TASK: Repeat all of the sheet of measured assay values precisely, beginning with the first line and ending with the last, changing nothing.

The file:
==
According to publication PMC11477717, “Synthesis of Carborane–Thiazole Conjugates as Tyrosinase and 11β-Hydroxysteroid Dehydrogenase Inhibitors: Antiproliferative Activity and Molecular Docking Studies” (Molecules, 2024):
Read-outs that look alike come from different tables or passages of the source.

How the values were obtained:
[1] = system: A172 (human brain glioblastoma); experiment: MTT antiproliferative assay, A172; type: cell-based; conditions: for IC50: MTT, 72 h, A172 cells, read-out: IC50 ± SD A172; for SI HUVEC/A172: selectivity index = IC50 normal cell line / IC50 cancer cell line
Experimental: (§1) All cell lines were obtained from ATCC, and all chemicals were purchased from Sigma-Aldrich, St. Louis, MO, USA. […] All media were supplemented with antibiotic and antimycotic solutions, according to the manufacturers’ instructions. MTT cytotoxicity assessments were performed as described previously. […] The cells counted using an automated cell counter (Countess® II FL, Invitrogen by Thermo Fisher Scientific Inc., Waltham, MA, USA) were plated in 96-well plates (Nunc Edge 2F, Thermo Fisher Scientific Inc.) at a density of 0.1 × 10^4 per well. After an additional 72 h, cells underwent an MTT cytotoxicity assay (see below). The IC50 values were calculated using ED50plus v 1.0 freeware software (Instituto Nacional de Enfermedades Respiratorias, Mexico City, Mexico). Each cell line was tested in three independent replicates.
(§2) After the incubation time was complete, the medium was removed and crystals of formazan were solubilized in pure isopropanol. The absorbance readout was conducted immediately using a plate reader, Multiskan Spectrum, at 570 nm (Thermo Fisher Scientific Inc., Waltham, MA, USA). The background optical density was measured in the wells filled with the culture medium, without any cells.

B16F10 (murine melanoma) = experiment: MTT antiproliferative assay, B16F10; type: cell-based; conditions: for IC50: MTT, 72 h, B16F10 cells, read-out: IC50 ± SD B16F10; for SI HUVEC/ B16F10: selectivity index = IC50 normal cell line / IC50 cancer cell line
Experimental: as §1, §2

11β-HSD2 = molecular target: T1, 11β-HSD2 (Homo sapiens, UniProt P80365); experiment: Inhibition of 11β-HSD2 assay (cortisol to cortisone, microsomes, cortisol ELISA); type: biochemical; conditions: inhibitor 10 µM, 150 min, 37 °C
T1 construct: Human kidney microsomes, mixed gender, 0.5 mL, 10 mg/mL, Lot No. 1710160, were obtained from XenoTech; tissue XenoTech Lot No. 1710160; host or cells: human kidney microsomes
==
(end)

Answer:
According to publication PMC11477717, “Synthesis of Carborane–Thiazole Conjugates as Tyrosinase and 11β-Hydroxysteroid Dehydrogenase Inhibitors: Antiproliferative Activity and Molecular Docking Studies” (Molecules, 2024):
Read-outs that look alike come from different tables or passages of the source.

How the values were obtained:
[1] = system: A172 (human brain glioblastoma); experiment: MTT antiproliferative assay, A172; type: cell-based; conditions: for IC50: MTT, 72 h, A172 cells, read-out: IC50 ± SD A172; for SI HUVEC/A172: selectivity index = IC50 normal cell line / IC50 cancer cell line
Experimental: (§1) All cell lines were obtained from ATCC, and all chemicals were purchased from Sigma-Aldrich, St. Louis, MO, USA. […] All media were supplemented with antibiotic and antimycotic solutions, according to the manufacturers’ instructions. MTT cytotoxicity assessments were performed as described previously. […] The cells counted using an automated cell counter (Countess® II FL, Invitrogen by Thermo Fisher Scientific Inc., Waltham, MA, USA) were plated in 96-well plates (Nunc Edge 2F, Thermo Fisher Scientific Inc.) at a density of 0.1 × 10^4 per well. After an additional 72 h, cells underwent an MTT cytotoxicity assay (see below). The IC50 values were calculated using ED50plus v 1.0 freeware software (Instituto Nacional de Enfermedades Respiratorias, Mexico City, Mexico). Each cell line was tested in three independent replicates.
(§2) After the incubation time was complete, the medium was removed and crystals of formazan were solubilized in pure isopropanol. The absorbance readout was conducted immediately using a plate reader, Multiskan Spectrum, at 570 nm (Thermo Fisher Scientific Inc., Waltham, MA, USA). The background optical density was measured in the wells filled with the culture medium, without any cells.

B16F10 (murine melanoma) = experiment: MTT antiproliferative assay, B16F10; type: cell-based; conditions: for IC50: MTT, 72 h, B16F10 cells, read-out: IC50 ± SD B16F10; for SI HUVEC/ B16F10: selectivity index = IC50 normal cell line / IC50 cancer cell line
Experimental: as §1, §2

11β-HSD2 = molecular target: T1, 11β-HSD2 (Homo sapiens, UniProt P80365); experiment: Inhibition of 11β-HSD2 assay (cortisol to cortisone, microsomes, cortisol ELISA); type: biochemical; conditions: inhibitor 10 µM, 150 min, 37 °C
T1 construct: Human kidney microsomes, mixed gender, 0.5 mL, 10 mg/mL, Lot No. 1710160, were obtained from XenoTech; tissue XenoTech Lot No. 1710160; host or cells: human kidney microsomes